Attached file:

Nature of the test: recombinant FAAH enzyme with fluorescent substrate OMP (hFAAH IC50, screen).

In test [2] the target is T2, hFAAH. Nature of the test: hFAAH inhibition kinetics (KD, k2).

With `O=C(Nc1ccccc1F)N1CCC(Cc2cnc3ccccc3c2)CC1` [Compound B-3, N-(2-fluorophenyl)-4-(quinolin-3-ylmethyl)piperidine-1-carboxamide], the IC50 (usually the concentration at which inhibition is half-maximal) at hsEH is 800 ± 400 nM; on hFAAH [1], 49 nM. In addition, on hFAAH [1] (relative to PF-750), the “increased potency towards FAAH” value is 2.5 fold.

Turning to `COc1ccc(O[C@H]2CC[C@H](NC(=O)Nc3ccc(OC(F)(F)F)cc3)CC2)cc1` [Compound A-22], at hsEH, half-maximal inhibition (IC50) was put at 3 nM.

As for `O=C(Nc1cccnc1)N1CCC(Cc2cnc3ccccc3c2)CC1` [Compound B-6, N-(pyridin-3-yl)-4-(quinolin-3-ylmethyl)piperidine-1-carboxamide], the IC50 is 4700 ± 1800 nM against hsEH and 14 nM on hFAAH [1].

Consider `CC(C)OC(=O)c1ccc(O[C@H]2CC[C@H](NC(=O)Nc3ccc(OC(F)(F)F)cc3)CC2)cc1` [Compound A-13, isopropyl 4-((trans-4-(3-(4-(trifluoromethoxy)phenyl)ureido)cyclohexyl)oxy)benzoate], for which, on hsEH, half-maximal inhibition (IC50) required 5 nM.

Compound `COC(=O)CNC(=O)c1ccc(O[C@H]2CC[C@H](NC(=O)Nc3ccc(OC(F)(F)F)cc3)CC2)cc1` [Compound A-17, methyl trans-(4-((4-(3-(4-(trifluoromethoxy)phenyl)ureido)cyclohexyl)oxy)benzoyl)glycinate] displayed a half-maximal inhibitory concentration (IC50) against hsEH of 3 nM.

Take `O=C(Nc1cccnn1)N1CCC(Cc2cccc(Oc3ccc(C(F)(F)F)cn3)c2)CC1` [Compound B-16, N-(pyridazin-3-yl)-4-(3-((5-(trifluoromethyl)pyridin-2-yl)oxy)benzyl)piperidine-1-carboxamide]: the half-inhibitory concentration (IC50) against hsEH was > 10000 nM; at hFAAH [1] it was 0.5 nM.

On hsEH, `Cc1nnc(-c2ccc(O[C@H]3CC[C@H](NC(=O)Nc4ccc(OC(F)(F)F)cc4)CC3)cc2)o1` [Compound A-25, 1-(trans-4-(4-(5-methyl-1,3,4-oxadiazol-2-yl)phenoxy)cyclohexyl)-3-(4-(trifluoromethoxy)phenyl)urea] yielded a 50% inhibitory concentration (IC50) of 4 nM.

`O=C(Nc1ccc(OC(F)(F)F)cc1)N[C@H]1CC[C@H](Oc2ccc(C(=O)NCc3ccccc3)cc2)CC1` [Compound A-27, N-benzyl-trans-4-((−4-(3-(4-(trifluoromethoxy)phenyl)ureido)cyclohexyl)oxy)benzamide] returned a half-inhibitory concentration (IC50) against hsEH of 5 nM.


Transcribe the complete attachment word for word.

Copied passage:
Nature of the test: recombinant FAAH enzyme with fluorescent substrate OMP (hFAAH IC50, screen).

In test [2] the target is T2, hFAAH. Nature of the test: hFAAH inhibition kinetics (KD, k2).

With `O=C(Nc1ccccc1F)N1CCC(Cc2cnc3ccccc3c2)CC1` [Compound B-3, N-(2-fluorophenyl)-4-(quinolin-3-ylmethyl)piperidine-1-carboxamide], the IC50 (usually the concentration at which inhibition is half-maximal) at hsEH is 800 ± 400 nM; on hFAAH [1], 49 nM. In addition, on hFAAH [1] (relative to PF-750), the “increased potency towards FAAH” value is 2.5 fold.

Turning to `COc1ccc(O[C@H]2CC[C@H](NC(=O)Nc3ccc(OC(F)(F)F)cc3)CC2)cc1` [Compound A-22], at hsEH, half-maximal inhibition (IC50) was put at 3 nM.

As for `O=C(Nc1cccnc1)N1CCC(Cc2cnc3ccccc3c2)CC1` [Compound B-6, N-(pyridin-3-yl)-4-(quinolin-3-ylmethyl)piperidine-1-carboxamide], the IC50 is 4700 ± 1800 nM against hsEH and 14 nM on hFAAH [1].

Consider `CC(C)OC(=O)c1ccc(O[C@H]2CC[C@H](NC(=O)Nc3ccc(OC(F)(F)F)cc3)CC2)cc1` [Compound A-13, isopropyl 4-((trans-4-(3-(4-(trifluoromethoxy)phenyl)ureido)cyclohexyl)oxy)benzoate], for which, on hsEH, half-maximal inhibition (IC50) required 5 nM.

Compound `COC(=O)CNC(=O)c1ccc(O[C@H]2CC[C@H](NC(=O)Nc3ccc(OC(F)(F)F)cc3)CC2)cc1` [Compound A-17, methyl trans-(4-((4-(3-(4-(trifluoromethoxy)phenyl)ureido)cyclohexyl)oxy)benzoyl)glycinate] displayed a half-maximal inhibitory concentration (IC50) against hsEH of 3 nM.

Take `O=C(Nc1cccnn1)N1CCC(Cc2cccc(Oc3ccc(C(F)(F)F)cn3)c2)CC1` [Compound B-16, N-(pyridazin-3-yl)-4-(3-((5-(trifluoromethyl)pyridin-2-yl)oxy)benzyl)piperidine-1-carboxamide]: the half-inhibitory concentration (IC50) against hsEH was > 10000 nM; at hFAAH [1] it was 0.5 nM.

On hsEH, `Cc1nnc(-c2ccc(O[C@H]3CC[C@H](NC(=O)Nc4ccc(OC(F)(F)F)cc4)CC3)cc2)o1` [Compound A-25, 1-(trans-4-(4-(5-methyl-1,3,4-oxadiazol-2-yl)phenoxy)cyclohexyl)-3-(4-(trifluoromethoxy)phenyl)urea] yielded a 50% inhibitory concentration (IC50) of 4 nM.

`O=C(Nc1ccc(OC(F)(F)F)cc1)N[C@H]1CC[C@H](Oc2ccc(C(=O)NCc3ccccc3)cc2)CC1` [Compound A-27, N-benzyl-trans-4-((−4-(3-(4-(trifluoromethoxy)phenyl)ureido)cyclohexyl)oxy)benzamide] returned a half-inhibitory concentration (IC50) against hsEH of 5 nM.